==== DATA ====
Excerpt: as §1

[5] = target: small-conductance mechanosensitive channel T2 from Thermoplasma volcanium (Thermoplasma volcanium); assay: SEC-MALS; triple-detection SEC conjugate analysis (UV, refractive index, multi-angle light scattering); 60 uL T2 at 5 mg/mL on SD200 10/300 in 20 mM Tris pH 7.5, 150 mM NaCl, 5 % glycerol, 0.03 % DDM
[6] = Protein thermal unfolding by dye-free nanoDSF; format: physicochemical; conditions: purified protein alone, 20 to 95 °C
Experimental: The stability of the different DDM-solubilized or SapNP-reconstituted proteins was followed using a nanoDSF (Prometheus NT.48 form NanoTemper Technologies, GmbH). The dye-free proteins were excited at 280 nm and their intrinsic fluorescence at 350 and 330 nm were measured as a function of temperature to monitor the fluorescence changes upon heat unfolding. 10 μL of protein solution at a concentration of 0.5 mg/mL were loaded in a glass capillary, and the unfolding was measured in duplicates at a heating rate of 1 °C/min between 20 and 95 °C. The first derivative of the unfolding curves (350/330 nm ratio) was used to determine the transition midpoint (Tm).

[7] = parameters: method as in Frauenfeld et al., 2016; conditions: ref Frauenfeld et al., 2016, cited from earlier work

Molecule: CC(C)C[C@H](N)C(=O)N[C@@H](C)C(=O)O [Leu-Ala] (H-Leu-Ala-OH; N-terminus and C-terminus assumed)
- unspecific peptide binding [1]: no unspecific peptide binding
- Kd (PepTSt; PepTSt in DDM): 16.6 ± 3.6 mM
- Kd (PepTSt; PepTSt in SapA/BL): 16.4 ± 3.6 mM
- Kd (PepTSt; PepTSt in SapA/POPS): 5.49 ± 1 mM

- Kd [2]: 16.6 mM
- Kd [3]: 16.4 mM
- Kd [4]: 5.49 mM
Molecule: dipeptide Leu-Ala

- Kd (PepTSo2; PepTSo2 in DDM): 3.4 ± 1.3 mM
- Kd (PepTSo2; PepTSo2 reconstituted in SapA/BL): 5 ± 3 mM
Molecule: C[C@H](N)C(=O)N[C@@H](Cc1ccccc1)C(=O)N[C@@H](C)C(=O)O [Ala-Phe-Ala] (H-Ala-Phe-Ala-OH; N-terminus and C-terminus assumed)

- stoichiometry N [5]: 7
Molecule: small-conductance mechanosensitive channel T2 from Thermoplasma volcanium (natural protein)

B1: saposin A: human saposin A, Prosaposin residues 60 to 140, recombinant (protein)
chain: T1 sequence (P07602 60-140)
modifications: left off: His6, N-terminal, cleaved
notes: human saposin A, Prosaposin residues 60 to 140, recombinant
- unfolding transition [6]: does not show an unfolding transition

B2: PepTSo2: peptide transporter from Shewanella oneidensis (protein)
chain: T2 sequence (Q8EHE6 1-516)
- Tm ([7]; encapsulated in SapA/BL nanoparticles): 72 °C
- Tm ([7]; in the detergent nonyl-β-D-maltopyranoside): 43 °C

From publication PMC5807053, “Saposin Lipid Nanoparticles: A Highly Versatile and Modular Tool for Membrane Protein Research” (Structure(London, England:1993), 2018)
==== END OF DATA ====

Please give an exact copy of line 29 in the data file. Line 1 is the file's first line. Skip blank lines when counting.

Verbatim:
From publication PMC5807053, “Saposin Lipid Nanoparticles: A Highly Versatile and Modular Tool for Membrane Protein Research” (Structure(London, England:1993), 2018)